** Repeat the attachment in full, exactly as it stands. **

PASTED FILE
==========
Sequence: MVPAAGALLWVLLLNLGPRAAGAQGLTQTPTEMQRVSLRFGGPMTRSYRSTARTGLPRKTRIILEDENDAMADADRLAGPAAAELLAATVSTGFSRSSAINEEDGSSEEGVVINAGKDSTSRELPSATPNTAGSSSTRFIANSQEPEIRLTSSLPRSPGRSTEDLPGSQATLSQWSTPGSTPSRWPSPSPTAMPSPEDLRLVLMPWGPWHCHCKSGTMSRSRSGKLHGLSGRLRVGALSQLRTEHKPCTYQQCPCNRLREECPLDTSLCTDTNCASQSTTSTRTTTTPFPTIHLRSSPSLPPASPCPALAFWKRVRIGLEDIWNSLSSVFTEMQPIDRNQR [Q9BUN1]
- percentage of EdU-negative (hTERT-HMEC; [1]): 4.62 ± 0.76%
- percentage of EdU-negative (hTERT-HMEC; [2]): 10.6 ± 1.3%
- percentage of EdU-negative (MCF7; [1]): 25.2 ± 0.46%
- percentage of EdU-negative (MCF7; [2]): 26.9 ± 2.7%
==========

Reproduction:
Sequence: MVPAAGALLWVLLLNLGPRAAGAQGLTQTPTEMQRVSLRFGGPMTRSYRSTARTGLPRKTRIILEDENDAMADADRLAGPAAAELLAATVSTGFSRSSAINEEDGSSEEGVVINAGKDSTSRELPSATPNTAGSSSTRFIANSQEPEIRLTSSLPRSPGRSTEDLPGSQATLSQWSTPGSTPSRWPSPSPTAMPSPEDLRLVLMPWGPWHCHCKSGTMSRSRSGKLHGLSGRLRVGALSQLRTEHKPCTYQQCPCNRLREECPLDTSLCTDTNCASQSTTSTRTTTTPFPTIHLRSSPSLPPASPCPALAFWKRVRIGLEDIWNSLSSVFTEMQPIDRNQR [Q9BUN1]
- percentage of EdU-negative (hTERT-HMEC; [1]): 4.62 ± 0.76%
- percentage of EdU-negative (hTERT-HMEC; [2]): 10.6 ± 1.3%
- percentage of EdU-negative (MCF7; [1]): 25.2 ± 0.46%
- percentage of EdU-negative (MCF7; [2]): 26.9 ± 2.7%